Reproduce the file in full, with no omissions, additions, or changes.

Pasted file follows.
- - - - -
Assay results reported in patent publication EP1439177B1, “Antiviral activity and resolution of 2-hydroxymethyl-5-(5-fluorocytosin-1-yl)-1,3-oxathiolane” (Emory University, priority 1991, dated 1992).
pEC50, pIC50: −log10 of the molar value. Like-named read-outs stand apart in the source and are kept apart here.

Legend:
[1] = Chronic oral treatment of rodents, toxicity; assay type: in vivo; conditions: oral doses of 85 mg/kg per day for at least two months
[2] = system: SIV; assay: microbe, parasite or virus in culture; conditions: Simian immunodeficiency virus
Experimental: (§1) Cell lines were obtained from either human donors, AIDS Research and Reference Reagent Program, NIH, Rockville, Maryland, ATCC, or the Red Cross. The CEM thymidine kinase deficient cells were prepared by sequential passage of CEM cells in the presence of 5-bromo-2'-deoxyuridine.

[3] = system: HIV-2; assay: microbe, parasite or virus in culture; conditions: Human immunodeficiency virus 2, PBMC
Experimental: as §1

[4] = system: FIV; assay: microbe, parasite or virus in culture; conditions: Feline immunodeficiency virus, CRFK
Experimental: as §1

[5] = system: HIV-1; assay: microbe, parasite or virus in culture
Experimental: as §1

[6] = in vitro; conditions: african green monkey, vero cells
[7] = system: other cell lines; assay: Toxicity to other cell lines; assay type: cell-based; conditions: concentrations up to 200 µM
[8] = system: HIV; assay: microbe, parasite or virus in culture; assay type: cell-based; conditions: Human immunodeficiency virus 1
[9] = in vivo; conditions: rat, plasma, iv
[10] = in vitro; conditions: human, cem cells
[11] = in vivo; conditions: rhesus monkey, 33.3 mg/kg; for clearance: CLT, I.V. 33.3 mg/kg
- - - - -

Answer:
Assay results reported in patent publication EP1439177B1, “Antiviral activity and resolution of 2-hydroxymethyl-5-(5-fluorocytosin-1-yl)-1,3-oxathiolane” (Emory University, priority 1991, dated 1992).
pEC50, pIC50: −log10 of the molar value. Like-named read-outs stand apart in the source and are kept apart here.

Legend:
[1] = Chronic oral treatment of rodents, toxicity; assay type: in vivo; conditions: oral doses of 85 mg/kg per day for at least two months
[2] = system: SIV; assay: microbe, parasite or virus in culture; conditions: Simian immunodeficiency virus
Experimental: (§1) Cell lines were obtained from either human donors, AIDS Research and Reference Reagent Program, NIH, Rockville, Maryland, ATCC, or the Red Cross. The CEM thymidine kinase deficient cells were prepared by sequential passage of CEM cells in the presence of 5-bromo-2'-deoxyuridine.

[3] = system: HIV-2; assay: microbe, parasite or virus in culture; conditions: Human immunodeficiency virus 2, PBMC
Experimental: as §1

[4] = system: FIV; assay: microbe, parasite or virus in culture; conditions: Feline immunodeficiency virus, CRFK
Experimental: as §1

[5] = system: HIV-1; assay: microbe, parasite or virus in culture
Experimental: as §1

[6] = in vitro; conditions: african green monkey, vero cells
[7] = system: other cell lines; assay: Toxicity to other cell lines; assay type: cell-based; conditions: concentrations up to 200 µM
[8] = system: HIV; assay: microbe, parasite or virus in culture; assay type: cell-based; conditions: Human immunodeficiency virus 1
[9] = in vivo; conditions: rat, plasma, iv
[10] = in vitro; conditions: human, cem cells
[11] = in vivo; conditions: rhesus monkey, 33.3 mg/kg; for clearance: CLT, I.V. 33.3 mg/kg